After intensive analysis, Swaniti recommended to the state it brings the old age pension scheme onto the PMFS platform for last-mile delivery of pension benefits in Manipur. It supported PMFS trainers and stakeholders on the administrative side to devise a training process that addresses gaps specific to the schemes and provide hands-on experience on the platform.
After the implementation of PFMS, its progress was monitored, and its impact was assessed against a traditional benefit transfer system.
“Within seven months (October 2018-June-July 2019), the government self-corrected to mobilise Rs 4.86 crores and 20,275 beneficiaries to receive benefits that were previously subject to a faulty system of disbursement in Manipur. In Tripura, an additional population base is now also being served,” says Rwitwika Bhattacharya, the founder of Swaniti Initiative.
For Tripura, the architecture is ready, but money hasn’t been disbursed yet. Once PFMS comes into use Pradhan Mantri Awas Yojana would be disbursing benefits for construction of houses to more than 40,000 Economically Weaker Section and Low-Income Group beneficiaries, Swachh Bharat Mission for more than 42,000 beneficiaries, and the Samagra Shiksha Abhiyan for more than 700,000 beneficiaries. PFMS usage would make the payment process faster by cutting down the time taken by half. It would also reduce the error rate in disbursement of money which was originally caused by the human error in performing the process manually.
“In other states, central schemes have already come on PMFS. What we found is that the format of training given to local government functionaries in Tripura, particularly its technical nature, gets lost in translation. Functionaries, particularly at the district level, aren’t particularly tech-savvy. Since district-level functionaries find it hard to use PFMS, State governments also have trouble disbursing money for these schemes,” says Rajat Shubhro Mukherjee, who is handling the project in Tripura on behalf of Swaniti, to The Better India.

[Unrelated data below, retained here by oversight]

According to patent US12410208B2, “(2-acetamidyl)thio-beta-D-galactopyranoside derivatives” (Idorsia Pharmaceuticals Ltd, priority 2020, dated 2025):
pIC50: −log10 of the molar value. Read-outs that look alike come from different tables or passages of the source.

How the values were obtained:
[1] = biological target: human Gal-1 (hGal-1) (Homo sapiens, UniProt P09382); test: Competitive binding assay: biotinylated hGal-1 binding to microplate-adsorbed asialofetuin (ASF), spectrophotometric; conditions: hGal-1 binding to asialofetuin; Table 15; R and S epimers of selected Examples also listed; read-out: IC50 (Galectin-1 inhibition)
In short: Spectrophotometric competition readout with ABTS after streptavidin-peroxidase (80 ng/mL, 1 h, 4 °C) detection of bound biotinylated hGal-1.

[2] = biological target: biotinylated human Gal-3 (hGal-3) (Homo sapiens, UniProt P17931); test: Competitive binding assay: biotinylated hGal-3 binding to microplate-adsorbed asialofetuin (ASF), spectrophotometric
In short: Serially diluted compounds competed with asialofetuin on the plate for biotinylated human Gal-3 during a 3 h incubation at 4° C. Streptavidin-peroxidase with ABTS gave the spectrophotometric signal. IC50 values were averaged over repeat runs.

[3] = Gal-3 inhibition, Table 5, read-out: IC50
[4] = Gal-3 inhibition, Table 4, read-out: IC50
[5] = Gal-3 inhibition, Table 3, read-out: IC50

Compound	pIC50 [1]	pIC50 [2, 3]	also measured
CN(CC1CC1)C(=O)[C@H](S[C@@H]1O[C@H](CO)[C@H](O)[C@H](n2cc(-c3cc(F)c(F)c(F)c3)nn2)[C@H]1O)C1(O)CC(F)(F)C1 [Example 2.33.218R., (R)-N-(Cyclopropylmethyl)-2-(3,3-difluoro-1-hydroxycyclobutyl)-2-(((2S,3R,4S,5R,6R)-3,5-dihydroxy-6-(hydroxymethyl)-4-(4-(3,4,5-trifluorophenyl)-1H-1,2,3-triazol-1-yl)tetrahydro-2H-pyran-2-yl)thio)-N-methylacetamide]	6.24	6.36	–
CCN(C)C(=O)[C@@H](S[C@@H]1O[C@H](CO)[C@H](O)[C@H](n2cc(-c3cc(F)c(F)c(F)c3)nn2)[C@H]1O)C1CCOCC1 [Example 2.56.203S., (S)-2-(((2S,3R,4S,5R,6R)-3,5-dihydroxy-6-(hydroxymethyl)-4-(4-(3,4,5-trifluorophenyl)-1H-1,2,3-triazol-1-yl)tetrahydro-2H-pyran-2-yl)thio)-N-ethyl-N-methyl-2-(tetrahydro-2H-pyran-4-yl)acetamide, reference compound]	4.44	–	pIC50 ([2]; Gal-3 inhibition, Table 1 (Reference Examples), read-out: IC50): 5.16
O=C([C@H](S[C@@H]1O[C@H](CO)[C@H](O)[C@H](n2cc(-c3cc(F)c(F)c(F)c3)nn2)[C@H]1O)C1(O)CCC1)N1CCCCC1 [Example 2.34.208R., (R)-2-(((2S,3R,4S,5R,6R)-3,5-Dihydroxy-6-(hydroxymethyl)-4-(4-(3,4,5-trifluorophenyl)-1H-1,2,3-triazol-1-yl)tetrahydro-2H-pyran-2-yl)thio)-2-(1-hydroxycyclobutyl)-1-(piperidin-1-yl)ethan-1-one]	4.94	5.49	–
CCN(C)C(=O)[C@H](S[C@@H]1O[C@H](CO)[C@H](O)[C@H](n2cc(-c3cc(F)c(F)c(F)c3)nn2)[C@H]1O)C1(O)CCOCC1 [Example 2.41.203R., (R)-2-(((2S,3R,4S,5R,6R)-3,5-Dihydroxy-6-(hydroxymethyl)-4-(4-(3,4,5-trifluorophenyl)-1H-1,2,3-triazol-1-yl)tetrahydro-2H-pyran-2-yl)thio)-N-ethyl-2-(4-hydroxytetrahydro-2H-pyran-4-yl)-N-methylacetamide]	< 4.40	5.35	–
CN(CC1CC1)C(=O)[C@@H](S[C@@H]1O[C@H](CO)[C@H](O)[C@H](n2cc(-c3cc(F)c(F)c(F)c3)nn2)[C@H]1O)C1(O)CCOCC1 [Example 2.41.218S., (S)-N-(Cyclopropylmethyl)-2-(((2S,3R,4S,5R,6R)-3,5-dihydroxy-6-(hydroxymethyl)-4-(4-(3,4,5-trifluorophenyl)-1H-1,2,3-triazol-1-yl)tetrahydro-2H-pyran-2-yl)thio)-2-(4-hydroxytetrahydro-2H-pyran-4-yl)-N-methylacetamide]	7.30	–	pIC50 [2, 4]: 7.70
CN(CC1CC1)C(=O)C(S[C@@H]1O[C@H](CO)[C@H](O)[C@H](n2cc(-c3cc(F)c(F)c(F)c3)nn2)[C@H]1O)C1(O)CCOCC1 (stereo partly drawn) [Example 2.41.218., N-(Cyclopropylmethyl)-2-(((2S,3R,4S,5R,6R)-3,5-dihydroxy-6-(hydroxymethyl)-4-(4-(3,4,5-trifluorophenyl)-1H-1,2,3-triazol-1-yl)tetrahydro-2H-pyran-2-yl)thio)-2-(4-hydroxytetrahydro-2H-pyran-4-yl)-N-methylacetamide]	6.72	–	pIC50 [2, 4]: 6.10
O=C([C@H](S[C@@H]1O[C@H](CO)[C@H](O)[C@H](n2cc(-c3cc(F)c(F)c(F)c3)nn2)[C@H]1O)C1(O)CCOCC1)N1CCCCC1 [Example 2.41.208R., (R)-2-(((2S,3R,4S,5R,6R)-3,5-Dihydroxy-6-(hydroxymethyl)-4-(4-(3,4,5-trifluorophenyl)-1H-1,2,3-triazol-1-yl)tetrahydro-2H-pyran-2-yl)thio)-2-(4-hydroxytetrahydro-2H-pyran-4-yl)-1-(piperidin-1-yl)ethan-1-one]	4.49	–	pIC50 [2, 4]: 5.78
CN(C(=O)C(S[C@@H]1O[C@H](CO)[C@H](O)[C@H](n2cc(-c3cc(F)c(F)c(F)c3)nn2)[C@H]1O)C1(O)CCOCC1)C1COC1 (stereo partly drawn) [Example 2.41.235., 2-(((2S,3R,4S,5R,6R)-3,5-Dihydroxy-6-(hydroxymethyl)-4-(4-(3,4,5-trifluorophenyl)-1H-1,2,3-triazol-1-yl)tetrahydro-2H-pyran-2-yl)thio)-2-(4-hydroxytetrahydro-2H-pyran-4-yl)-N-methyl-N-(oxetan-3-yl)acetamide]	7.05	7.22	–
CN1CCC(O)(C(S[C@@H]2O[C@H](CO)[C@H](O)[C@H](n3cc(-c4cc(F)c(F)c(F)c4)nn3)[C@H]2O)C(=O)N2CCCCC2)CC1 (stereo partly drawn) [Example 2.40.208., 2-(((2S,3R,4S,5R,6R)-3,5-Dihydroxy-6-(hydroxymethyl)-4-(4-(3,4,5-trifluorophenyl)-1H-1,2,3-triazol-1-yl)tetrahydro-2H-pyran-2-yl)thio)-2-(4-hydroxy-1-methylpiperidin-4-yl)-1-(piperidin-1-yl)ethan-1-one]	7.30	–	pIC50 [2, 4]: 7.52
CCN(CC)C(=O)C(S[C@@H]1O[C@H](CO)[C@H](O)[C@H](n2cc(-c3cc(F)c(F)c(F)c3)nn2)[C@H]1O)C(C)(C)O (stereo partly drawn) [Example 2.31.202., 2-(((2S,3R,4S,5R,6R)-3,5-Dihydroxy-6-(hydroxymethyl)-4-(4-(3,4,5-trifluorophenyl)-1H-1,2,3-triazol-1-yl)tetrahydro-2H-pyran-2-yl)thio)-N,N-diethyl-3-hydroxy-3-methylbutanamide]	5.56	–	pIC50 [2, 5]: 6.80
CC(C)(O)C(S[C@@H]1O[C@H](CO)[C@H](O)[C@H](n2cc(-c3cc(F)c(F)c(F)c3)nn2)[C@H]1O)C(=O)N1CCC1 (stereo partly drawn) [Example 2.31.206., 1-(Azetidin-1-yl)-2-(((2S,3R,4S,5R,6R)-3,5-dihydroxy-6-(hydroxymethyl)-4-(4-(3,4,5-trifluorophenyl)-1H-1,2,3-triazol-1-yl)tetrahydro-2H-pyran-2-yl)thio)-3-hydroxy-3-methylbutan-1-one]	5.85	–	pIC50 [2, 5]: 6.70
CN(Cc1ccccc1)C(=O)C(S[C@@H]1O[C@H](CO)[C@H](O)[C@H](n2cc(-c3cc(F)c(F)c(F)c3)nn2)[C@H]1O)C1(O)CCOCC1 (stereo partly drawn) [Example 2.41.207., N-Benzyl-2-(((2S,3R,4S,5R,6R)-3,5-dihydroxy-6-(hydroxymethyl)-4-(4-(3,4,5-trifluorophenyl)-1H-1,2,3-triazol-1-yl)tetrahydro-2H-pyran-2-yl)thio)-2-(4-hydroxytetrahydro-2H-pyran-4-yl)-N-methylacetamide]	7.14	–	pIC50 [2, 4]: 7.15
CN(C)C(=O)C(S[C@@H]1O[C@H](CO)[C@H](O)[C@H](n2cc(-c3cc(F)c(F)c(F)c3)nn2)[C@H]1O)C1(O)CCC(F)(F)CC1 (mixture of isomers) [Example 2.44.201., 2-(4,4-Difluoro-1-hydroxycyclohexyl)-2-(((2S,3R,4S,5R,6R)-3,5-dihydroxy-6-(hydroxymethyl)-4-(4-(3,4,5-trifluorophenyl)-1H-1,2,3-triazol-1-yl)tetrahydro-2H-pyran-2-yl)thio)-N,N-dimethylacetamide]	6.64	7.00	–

“Swaniti’s intervention has helped us in starting a conversation about using PFMS at every level of governance in the state. The gap analysis performed by Swaniti has allowed us to understand hurdles in using PFMS, such as specific aspects of schemes which require specific training, hands-on understanding of the platform, and the overall knowledge gap that needs to be addressed before PFMS becomes a regular aspect of DBT payments in the department,” says a senior government official of Urban Development Department, Tripura.
The goal is now to scale up to other schemes and perform the same in other Northeastern states like Mizoram, Nagaland, and Arunachal, and improve DBT delivery in these states.
“We came with the impression that the bureaucracy is going to be slow, inefficient, and closed-minded. But we didn’t find that to be accurate, and there is a genuine desire to improve. PFMS might be basic for other states, but it’s still new for the Northeast,” says Rwitwika.
For those on the lower rungs of the economic ladder in India, accurate delivery of state-sponsored welfare is the difference between life and death. If governments get it wrong or fail to target intended beneficiaries, the consequences are serious.
Swaniti and BTCA are trying to ensure in the Northeast that governments get it right.
(Edited by Gayatri Mishra)